He took an electrician’s correspondence course through the mail, thinking that qualified him to help build a custom home we had built for us years ago. Unbelievably, that seemed to satisfy the contractor. Some weeks later I held the ladder while he installed a large chandelier at the foyer of the split level home, meaning the ceiling was 15 feet above us.
I heard a large electrical pop, and my father crashed down and landed on his back. Lying there, still clutching the screwdriver, he opened his eyes and whispered “don’t tell your mother.”
He loved to tell us that his first job, when he was six-years old, was shuttling dirty money for a bookie in an old cigar box. And though his mother was a good Catholic, she condoned the work. It helped feed the family.
He delivered newspapers before he could read. One of his clients was the town judge, who would take my father on his knee and read the news to him after he’d delivered the paper.
He joined the Air Force in 1956 and was assigned to Air Defense Command. In 1967 he was sent to Pleiku Airbase, South Vietnam, where he spent a year with the 1st Air Commandos (Special Operations). He was awarded the Bronze Star Medal there, and was selected as an evaluator for a Pacific Air Forces stan/eval team. Those of you with an Air Force background know the prestige related with that position. All told, he had an astounding seven devices on his Vietnam Service Medal.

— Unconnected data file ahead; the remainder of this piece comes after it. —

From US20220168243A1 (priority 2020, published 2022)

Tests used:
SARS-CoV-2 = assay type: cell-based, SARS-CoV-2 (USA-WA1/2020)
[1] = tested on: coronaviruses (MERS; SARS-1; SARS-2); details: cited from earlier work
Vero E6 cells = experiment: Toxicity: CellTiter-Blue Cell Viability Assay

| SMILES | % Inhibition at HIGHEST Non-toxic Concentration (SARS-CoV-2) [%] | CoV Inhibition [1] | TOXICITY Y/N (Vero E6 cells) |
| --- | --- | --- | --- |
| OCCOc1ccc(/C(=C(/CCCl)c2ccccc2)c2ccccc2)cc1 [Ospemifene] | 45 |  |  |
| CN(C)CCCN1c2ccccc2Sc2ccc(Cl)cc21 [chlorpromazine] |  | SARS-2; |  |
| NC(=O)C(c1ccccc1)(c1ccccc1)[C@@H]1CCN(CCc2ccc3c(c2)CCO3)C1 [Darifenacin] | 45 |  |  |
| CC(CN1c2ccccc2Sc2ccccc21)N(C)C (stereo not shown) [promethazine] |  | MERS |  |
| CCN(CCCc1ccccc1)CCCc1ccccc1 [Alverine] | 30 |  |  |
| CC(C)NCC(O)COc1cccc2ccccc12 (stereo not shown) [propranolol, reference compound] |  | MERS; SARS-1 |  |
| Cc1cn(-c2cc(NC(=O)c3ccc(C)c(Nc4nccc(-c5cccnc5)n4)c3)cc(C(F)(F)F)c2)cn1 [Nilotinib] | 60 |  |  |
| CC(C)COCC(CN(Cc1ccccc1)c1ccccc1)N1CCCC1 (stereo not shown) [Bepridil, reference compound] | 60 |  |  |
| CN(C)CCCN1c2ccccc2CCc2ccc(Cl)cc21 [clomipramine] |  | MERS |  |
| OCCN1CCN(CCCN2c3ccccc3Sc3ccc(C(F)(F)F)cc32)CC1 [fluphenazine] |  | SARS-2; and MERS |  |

In later life he became a safety compliance officer and risk manager for the state of Arizona. Governor Bruce Babbitt requested he develop safety legislation for carnival rides. Later, he was hired by K&K Insurance Group to provide Risk Management assessments for large-scale sporting venues like the Super Bowl, the Preakness Stakes, and his own personal favorite, the Kentucky Derby. He became one of America’s foremost authorities on safety issues related to the largest roller coasters in the country, such as Goliath, at Magic Mountain.
When you met him he wanted to learn everything he could about you. If you were a plumber, or a mechanic, or a stock broker, he was fascinated with all aspects of your work and life. Most times, people felt compelled to tell him their life’s stories.
He was a man of constant curiosity.
Last night, at just about 9 pm, my father passed away. This morning, aside from the insistence of songbirds, my step-mother and I (as well as the brothers and sisters melded from their marriage) will begin the task of planning a celebration of his life. We may not get it exactly right, given the magnitude of the man, but I don’t doubt he’ll be satisfied with whatever we come up with. I’ll propose a toast at some point, and we’ll all clink our glasses toward that end.
But just now, this morning after, all I have is this raw sense of sorrow that began minutes after he left us. George Harrison reminds us that all things must pass. Yet I’m pressed between the notion that he’s with us and not with us at all, like a thin sweet scent that wafts past your nostrils that you know but can’t quite place. He’s shrinking already, and I am trying desperately to learn how to miss him.